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Main picture: some of the E-Idea winners (British Council’s Huw Oliphant at the back under the raised hand); Arif Nugroho (inset, above) employs 100 female workers in Indonesia converting waste coconut husks into biodegradable netting


Register Asia (LRQA is member of the


Lloyd’s Register Group), concurred with Mr Hague adding: “As a not-for-profit organisa- tion, Lloyd’s Register invests time, money and resources to fulfil its charitable mission to enhance the safety of life, property, the environment and make a difference to society. Whilst other organisations do something to make money; we make money to do some- thing. If we can help these young eco-entre- preneurs achieve their goals, by association we achieve ours.”


Successful E-idealists


In each country, a jury of climate and sustain- ability specialists selected the winning initia- tives against five key criteria: • ability to produce behaviour change amongst a defined target audience • focus on a specific community or industry • capacity to be replicated or expanded over time • clarity of communications • prospects for future commercialisation and investor/donor appeal


Examples of the winning E-idealists Arif Nugroho has developed a company that converts waste coconut husks into biodegrad- able netting in Indonesia. He says: “E-idea is like a bridge that has enabled me to commu- nicate and promote my coconut fibre waste utilisation programme.” Arif’s clients include


multinationals such as Chevron and Total and his project employs 100 female workers, reduces waste and mitigates the ecological damage caused by resource extraction. Huang Ke has been creating rooftop gar- dens in Shanghai to promote local sustainable food production and to enhance the quality of life. By September 2012, her organisation ‘V-Roof’ will have planted rooftop gardens over an area of about 10,000 square metres in three Shanghai Project neighbourhoods. Khwankhao Sinhaseni, an E-idea winner from Thailand, has established an organisation that will convert organic waste into fertiliser.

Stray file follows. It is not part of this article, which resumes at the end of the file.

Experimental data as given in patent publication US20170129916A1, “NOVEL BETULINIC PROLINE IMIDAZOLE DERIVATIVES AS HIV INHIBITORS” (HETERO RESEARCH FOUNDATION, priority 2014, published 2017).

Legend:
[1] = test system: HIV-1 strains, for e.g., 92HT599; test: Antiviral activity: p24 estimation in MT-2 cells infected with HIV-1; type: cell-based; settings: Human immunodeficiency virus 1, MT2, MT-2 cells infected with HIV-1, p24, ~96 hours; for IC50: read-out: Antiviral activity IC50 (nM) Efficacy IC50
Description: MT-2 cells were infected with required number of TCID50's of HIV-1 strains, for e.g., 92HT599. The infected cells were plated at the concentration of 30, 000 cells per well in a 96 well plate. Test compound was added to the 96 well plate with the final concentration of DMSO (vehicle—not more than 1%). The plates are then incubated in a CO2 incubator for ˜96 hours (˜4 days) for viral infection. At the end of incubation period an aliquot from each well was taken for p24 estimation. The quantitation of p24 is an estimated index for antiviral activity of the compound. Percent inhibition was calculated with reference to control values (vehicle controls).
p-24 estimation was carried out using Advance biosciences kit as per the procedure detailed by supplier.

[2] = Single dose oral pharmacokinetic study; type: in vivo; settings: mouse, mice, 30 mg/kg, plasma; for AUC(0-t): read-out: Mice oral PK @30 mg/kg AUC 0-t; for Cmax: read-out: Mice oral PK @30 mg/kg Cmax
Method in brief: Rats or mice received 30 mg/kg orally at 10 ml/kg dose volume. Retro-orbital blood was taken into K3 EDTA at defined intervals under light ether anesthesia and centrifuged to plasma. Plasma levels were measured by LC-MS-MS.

“E-idea is like a bridge that has enabled me to communicate and promote my coconut fibre waste utilisation programme”


She says: “E-idea is an opportunity for a new generation to embrace environmental protec- tion and winning will enable us to enhance the scope and professionalism of our project.” Winning engineering solutions were sub- mitted by Seungjae Lee of South Korea, who has designed a solar-powered rubbish com- paction bin, Michael O’Brien of Australia, who has devised solar-powered medical lights for use in remote field hospitals and Satoshi Yanagisawa from Japan who has developed a hand-cranked power generator called Cyclus


which can be used to recharge hand-held digital devices.


In spring 2012, one E-idea representative from each country will enjoy a study trip to the UK to foster ties and exchange infor- mation and best practice with British eco- entrepreneurs and community-based groups. A final event staged in November 2012 will bring together successful eco-entrepreneurs from each country to showcase the most notable E-idea achievements in each country. Plans for a wider geographical rollout of the competition are still being addressed, as British Council CEO Martin Davidson explained. He said: “I think the big challenge for us now is how do we take these fantastic ideas and turn them into something that’s practical, which can go to market and can become used in nor- mal day to day life? So what we want to do is work with LRQA to actually find a way of taking those ideas and making them generally practical and useful.”


Paul Phyall, senior vice president LRQA Asia, said: “One of the greatest benefits of the E-idea is that it is empowering these young eco-entrepreneurs to realise their dreams. It is also helping society to recognise the con- tributions that young people can make and I hope that through the experience and support provided by the British Council and LRQA, these individuals will inspire others so that the benefits of sustainability will be cascaded throughout their communities.”


Sustainable Business | January/February 2012 | 33


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